VOGONS


First post, by waterbeesje

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A few weeks ago I bought this cute little 486 computer. Well, not quote that little. It's huge.

When my wife saw it, she immediately called it "Bakbeest". In simple English it means something like colossal, but a step further. That's why I gave this computer a name. My only one with a name, and it deserves it.

Warning: got a lot of photo's following!

I bought it, knowing it is working, but it could not fully boot because of a dead battery but was still in service a few weeks earlier.
From (not too clear) photo's I could see:
- huge case
- PCI/ISA (no VLB) motherboard with Socket 3, but unclear what board and couldn't see the battery due to cables.
- Some CPU on it
- Some RAM in it
- Some PCI graphics card
- Some ISA LAN adapter
- 3,5" FDD
- 5,25" FDD, not connected
- some CD-player that is newer than te rest of the computer
- two EPROM programmers with 8 bit ISA controller cards
- Keyboard and mouse
- Hard disk was carefully handled and carefully beaten up by a 10mm drill because of data 🙁

Not knowing if I would get something damaged by battery accid, I just trusted the damage would not be severe.

Turns out I got lucky 😀

First I got to fully dismantling it to check if anything is wrong with it. Along with this I took a nice bunch of photo's... maybe a few more than needed.

Keyboard, mouse, EPROM programmers:
CameraZOOM-20200602003720778.jpg

Computer case:
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CPU turns out to be a 486 DX/2-66 SL enhanced:
CameraZOOM-20200611220047526.jpg
CameraZOOM-20200611220131336.jpg
(can't find info on the EX 20 series? Can you?)
CameraZOOM-20200611220144732.jpg
CameraZOOM-20200611220206229.jpg

RAM is a single 16MB 72pin module, 60ns (2 slots available)
CameraZOOM-20200611220526497.jpg
CameraZOOM-20200611220613209.jpg

Graphics: Video Magic PCI-V864 (S3 Vision 864 with 1MB, upgradable to 2MB)
CameraZOOM-20200611220721741.jpg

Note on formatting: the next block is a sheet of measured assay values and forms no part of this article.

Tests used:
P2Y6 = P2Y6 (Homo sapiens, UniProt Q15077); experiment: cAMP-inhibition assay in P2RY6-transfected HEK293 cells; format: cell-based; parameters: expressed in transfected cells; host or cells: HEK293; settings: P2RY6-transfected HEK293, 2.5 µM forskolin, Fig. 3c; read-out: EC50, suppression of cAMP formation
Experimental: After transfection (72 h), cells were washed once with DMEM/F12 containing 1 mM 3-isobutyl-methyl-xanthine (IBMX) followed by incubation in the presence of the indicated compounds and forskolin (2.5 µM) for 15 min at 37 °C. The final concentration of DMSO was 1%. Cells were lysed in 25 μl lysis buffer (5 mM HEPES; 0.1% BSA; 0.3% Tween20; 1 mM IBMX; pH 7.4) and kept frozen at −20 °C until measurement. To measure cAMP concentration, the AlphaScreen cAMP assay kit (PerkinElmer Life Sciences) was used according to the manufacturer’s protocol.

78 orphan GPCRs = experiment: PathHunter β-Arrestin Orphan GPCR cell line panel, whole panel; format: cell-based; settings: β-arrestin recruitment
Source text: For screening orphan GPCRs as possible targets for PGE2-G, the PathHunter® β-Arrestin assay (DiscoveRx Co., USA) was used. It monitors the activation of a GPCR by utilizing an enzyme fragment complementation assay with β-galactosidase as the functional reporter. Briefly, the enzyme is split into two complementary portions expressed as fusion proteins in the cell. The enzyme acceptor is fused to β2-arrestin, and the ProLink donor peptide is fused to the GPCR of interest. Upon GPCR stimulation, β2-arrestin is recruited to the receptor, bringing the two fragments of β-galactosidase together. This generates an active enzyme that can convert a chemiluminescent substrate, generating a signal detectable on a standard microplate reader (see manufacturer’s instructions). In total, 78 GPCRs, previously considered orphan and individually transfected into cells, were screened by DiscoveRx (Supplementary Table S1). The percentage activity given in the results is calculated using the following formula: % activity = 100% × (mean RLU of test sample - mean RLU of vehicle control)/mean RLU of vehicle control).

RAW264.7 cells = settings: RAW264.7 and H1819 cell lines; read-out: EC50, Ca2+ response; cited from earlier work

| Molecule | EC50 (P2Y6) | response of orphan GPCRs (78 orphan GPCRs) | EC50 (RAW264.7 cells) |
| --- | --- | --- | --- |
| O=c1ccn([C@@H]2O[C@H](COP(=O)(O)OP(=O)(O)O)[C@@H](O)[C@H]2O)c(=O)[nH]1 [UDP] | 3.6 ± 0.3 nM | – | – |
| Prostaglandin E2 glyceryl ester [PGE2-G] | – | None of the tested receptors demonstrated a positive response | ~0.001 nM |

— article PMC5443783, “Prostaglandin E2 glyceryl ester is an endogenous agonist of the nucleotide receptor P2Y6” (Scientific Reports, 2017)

LAN adapter: Etherlink III 10MBPS capable and EEPROM socket
CameraZOOM-20200611220737726.jpg

EPROM programmer controllers: not sure what they are, never owned these before
CameraZOOM-20200611220815119.jpg
CameraZOOM-20200611220912818.jpg

PSU: Enermax E250BT-T. just as colossal as the computer case. Supposed to be reliable but have not yet checked voltages.
CameraZOOM-20200611221448816.jpg

After cleaning some stuff I put back together the board, graphics card, FDD and a 64MB compactflash card for HDD. Everything looks OK so I turned the switch. Bingo.

IMG-20200611-WA0003.jpeg

The system did turn on, gave me an error on the CMOS battery... but then just got into DOS and let me run a few tests.

CameraZOOM-20200611222719786.jpg
First result was around 9... then I pressed the turbo button to speed it up 😜

I could get into the BIOS but whatever I did, nothing was stored, even without turning off the power. But it's OK for now: I know it works.

Based on the chipset and some numbers I got to the motherboard brand andfigured out it is an Intel Ninja board, also known as "Classic/PCI Expandable Desktop".

This one supports a Socket 3 CPU at 25 or 33MHz FSB and can handle a SX, DX, DX/2 and DX/4 CPU.
There is a full 256kB 15ns cache socketed.
It's got onboard i/o including 2x COM, LPT, FDD, IDE (only one 🙁 ) and AT keyboard connector. Nothing special but it will do for now.

The dead battery has not leaked a single drop of accid: it's a *** Dallas clock, soldered directly onto the board. I'm going to rework it any time soon, and will keep it in place while working on it.
I'm not going to desolder it and put it in a socket: I don't intend to ever remove it when the rework is done (by placing a CR2032 socket on top)

-----

Some thoughts:
the EPROM programmer controllers wont be returning for now.

a soundcard will be added, not sure which one.
It definately needs onboard IDE.

a hard drive will be added, probably a 400MB I've got laynig around Probably along with a CF reader.
Or maybi it supports LBA and I can go to about 800MB-2GB.

the 1997 CROM drive will be out for good; colour doesn't quite fit.
maybe I'll put in a 1995 model it the soundcard has IDE.
I've got a Soundblaster 32, but it's got the hanging note bug... so not sure yet.

think about memory config.
16 MB is certainly enough (but 32 or 64MB might be tempting for obvious reasons.
I do have 60ns mem laying around, so maybe it will give the system a little boost on demanding stuff... if it can be cached of course.

think about a DX/4 if I can find one cheap. PCI and a DX/2 just alsks to be upgraded.
Besides I already have 3 DX/2-66 systems running (and a DX-50) 😀
Would a 5x86 be supported / work?

Graphics. Stick with the S3-V864 and upgrade to 2MB or go for something else?
Replacements may be:
- S3-V968 with 4MB
- S3 Trio64 with 2MB
- S3 Virge with 4MB
- Matrox Millennium something with 4MB
- (go for an ISA card... nah... I'll keep that for my DX-50)

OS: not sure yet.
- Windows 98SE (and add USB2 if supported?)
- MS-DOS 6.22 with Windows 3.11
- PC-DOS 7+ with Windows 3.11
- Freedos?

Stuck at 10MHz...

Reply 3 of 20, by waterbeesje

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imi wrote on 2020-06-12, 22:01:

ooooh, full AT enermax PSU, don't see that every day ^^

do you plan to use the EEPROM programmers eventually?

also 486 boards with intel chipset seem to be a rare breed too.